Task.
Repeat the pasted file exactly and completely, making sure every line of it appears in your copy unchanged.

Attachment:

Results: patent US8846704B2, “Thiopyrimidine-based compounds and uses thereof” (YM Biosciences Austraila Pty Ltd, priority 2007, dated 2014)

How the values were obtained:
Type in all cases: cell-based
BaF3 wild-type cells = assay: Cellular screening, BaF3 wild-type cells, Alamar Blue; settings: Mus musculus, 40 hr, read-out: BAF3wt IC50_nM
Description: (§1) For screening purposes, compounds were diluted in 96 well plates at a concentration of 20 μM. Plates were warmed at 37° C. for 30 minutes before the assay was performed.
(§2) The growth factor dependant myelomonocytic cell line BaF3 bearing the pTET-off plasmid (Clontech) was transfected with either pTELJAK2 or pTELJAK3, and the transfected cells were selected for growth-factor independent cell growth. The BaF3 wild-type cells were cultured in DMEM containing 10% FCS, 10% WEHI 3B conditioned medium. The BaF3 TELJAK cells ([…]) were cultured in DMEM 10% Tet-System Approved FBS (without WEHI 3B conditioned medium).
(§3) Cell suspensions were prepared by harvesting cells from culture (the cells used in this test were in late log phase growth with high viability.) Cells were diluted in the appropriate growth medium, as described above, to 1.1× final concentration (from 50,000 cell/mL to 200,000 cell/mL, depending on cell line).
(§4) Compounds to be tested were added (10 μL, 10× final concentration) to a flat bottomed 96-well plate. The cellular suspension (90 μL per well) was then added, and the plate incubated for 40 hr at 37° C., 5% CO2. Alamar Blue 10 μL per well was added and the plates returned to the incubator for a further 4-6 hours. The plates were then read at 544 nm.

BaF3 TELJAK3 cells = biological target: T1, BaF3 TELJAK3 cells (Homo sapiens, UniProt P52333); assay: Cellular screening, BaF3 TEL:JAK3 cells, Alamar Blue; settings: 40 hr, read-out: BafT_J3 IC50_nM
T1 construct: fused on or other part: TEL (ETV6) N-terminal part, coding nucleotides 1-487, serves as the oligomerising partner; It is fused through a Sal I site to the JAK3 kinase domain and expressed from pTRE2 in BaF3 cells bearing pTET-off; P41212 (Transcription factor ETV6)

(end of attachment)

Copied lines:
Results: patent US8846704B2, “Thiopyrimidine-based compounds and uses thereof” (YM Biosciences Austraila Pty Ltd, priority 2007, dated 2014)

How the values were obtained:
Type in all cases: cell-based
BaF3 wild-type cells = assay: Cellular screening, BaF3 wild-type cells, Alamar Blue; settings: Mus musculus, 40 hr, read-out: BAF3wt IC50_nM
Description: (§1) For screening purposes, compounds were diluted in 96 well plates at a concentration of 20 μM. Plates were warmed at 37° C. for 30 minutes before the assay was performed.
(§2) The growth factor dependant myelomonocytic cell line BaF3 bearing the pTET-off plasmid (Clontech) was transfected with either pTELJAK2 or pTELJAK3, and the transfected cells were selected for growth-factor independent cell growth. The BaF3 wild-type cells were cultured in DMEM containing 10% FCS, 10% WEHI 3B conditioned medium. The BaF3 TELJAK cells ([…]) were cultured in DMEM 10% Tet-System Approved FBS (without WEHI 3B conditioned medium).
(§3) Cell suspensions were prepared by harvesting cells from culture (the cells used in this test were in late log phase growth with high viability.) Cells were diluted in the appropriate growth medium, as described above, to 1.1× final concentration (from 50,000 cell/mL to 200,000 cell/mL, depending on cell line).
(§4) Compounds to be tested were added (10 μL, 10× final concentration) to a flat bottomed 96-well plate. The cellular suspension (90 μL per well) was then added, and the plate incubated for 40 hr at 37° C., 5% CO2. Alamar Blue 10 μL per well was added and the plates returned to the incubator for a further 4-6 hours. The plates were then read at 544 nm.

BaF3 TELJAK3 cells = biological target: T1, BaF3 TELJAK3 cells (Homo sapiens, UniProt P52333); assay: Cellular screening, BaF3 TEL:JAK3 cells, Alamar Blue; settings: 40 hr, read-out: BafT_J3 IC50_nM
T1 construct: fused on or other part: TEL (ETV6) N-terminal part, coding nucleotides 1-487, serves as the oligomerising partner; It is fused through a Sal I site to the JAK3 kinase domain and expressed from pTRE2 in BaF3 cells bearing pTET-off; P41212 (Transcription factor ETV6)